Aggie is a harsh, judgmental woman, much like Margaret. She tries to teach Frank and his siblings the “rules,” but the rules she stresses seem pedantic and pointless. Aggie seems to respond to the difficulties of life in Limerick by trying to exercise strict control over every aspect of her life.
As the days go on, Frank settles into his new routine with Aunt Aggie. Aggie feeds Frank bread and tea every morning, and then forces Frank to write a letter to his father about Angela’s condition. Frank enjoys spending time with Pa Keating, who plays cards with the children. Frank imagines having had Pa Keating for his own father—they could have had a great time laughing and drinking tea together. Aggie, however, is usually furious with Pa Keating, and tells him that she can’t stand the sight of him.
Frank finds Pa Keating to be a welcome relief from his own father—he’s like the good side of Malachy Sr., without the bad side. And yet there’s clearly more going on here than meets the eye, and there are typical marital squabbles in the house.
After a few weeks, Frank gets word from Aunt Aggie that Malachy Sr. is coming back from England to see Angela. Frank and his brothers go back to their home, where they find Malachy Sr. He explains that Angela is due to be released from the hospital in two days. Shortly after Angela is released, Malachy Sr. announces that he has to return to England. Angela is skeptical, and furious that Malachy Sr. has been living in England yet not sending his family any money. Malachy Sr. swears that he’ll send money soon. Indeed, two weeks after he returns to England, he sends his family 3 pounds, which Angela uses to buy food. Nevertheless, there are no telegrams with money in the following weeks. People joke that Malachy Sr. has found a “tart” in Piccadilly. Frank doesn’t understand what this means.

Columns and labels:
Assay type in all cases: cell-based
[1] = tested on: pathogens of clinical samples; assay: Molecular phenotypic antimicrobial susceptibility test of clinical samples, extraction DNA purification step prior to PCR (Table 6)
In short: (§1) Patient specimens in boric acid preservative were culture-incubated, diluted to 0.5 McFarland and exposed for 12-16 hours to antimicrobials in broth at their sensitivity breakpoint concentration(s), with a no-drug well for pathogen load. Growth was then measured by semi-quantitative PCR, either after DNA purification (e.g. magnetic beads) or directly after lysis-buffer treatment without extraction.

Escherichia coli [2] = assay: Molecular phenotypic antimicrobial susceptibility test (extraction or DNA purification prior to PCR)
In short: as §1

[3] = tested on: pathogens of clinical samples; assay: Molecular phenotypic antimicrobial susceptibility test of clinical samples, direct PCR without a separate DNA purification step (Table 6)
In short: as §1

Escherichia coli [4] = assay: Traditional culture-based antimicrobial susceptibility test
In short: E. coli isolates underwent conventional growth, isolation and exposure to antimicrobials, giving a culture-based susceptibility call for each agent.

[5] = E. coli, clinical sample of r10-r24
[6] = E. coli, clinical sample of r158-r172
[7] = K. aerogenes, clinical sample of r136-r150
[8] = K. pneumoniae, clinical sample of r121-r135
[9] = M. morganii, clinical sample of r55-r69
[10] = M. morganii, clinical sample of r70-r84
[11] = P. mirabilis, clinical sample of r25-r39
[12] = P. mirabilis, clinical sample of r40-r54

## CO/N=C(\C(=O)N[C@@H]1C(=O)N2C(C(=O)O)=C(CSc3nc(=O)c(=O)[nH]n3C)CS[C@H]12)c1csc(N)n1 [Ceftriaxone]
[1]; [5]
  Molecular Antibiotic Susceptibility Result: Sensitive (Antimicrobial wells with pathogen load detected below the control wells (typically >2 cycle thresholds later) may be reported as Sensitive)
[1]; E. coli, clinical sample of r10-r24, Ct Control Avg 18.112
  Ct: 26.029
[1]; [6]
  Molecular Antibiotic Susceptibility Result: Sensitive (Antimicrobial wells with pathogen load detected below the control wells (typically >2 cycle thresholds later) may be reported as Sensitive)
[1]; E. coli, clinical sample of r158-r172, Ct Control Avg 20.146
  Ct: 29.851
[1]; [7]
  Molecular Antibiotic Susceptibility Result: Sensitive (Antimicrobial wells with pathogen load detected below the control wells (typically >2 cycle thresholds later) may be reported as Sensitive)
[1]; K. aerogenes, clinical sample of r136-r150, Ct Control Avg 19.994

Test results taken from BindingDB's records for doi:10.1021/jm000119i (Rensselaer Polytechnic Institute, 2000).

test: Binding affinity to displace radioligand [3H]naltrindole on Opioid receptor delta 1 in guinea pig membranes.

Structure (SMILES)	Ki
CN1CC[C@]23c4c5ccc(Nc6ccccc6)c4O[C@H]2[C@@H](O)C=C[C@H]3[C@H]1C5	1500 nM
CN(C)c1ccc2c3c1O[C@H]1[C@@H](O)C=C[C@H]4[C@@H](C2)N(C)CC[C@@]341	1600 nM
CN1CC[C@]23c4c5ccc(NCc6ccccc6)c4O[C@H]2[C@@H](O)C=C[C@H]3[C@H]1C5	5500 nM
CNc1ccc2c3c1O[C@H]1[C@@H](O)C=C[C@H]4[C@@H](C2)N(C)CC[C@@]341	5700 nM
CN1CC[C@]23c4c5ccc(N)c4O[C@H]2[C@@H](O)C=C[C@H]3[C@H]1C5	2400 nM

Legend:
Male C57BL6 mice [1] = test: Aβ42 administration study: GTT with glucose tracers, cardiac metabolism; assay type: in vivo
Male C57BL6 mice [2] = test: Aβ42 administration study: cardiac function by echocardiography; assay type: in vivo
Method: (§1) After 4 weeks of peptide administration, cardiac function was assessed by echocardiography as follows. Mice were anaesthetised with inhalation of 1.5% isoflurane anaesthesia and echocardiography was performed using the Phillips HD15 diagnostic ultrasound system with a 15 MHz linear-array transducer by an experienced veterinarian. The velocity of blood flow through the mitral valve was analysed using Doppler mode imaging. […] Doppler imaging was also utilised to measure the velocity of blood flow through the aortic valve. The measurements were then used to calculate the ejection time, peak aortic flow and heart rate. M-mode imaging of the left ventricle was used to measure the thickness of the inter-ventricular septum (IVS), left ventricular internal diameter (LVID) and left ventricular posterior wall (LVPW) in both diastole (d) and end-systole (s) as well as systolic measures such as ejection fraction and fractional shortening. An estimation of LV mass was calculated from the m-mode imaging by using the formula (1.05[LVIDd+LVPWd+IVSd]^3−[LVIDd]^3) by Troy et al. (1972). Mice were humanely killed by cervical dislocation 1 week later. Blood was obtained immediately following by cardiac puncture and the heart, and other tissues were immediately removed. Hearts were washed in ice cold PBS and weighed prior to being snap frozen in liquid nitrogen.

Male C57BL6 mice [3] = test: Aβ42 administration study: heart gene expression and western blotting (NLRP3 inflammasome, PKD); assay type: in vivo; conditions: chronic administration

In this section—one of the last times Malachy Sr. appears in the book—we’re reminded of everything dislikeable about him. He seems sure that he’s going to turn over a new leaf when he returns to Ireland, and yet within a few hours he’s back to his old ways, drinking heavily and wasting his money. It’s highly likely, given the rumors about the “tart,” that Malachy Sr. has found other women to sleep with in England, women who aren’t confined by the Catholic ban on birth control. Frank’s cluelessness about the meaning of the word “tart” reminds us that he’s still a child in many ways, and the Catholic emphasis on sex-as-sin is a particular hindrance to his sexual maturation.
Frank takes on new responsibilities taking care of his younger brothers, while Angela looks for money and food. She begs outside churches, visits the Dispensary and de Paul Society, and asks people to lend her money. Sometimes, her efforts pay off and she’s able to buy corned beef for her family. At other times, she’s less successful, and can only buy potatoes. Whenever food is scarce, Alphie, the baby, is given the best food. Frank is embarrassed for his mother, but he’s glad to have food.
Angela is fiercely loyal to her family members, and she makes sure that the youngest and weakest of them (in this case, Alphie, the baby) is fed the best. Times of crisis separate adults from children: in crisis, Malachy Sr. turns to alcohol, while his wife denies herself and becomes more generous. Frank’s embarrassment at having a mother who begs is an early sign that he’s not satisfied with a life of poverty in Limerick; i.e., he’s going to turn to other methods of making money, both legal and illegal.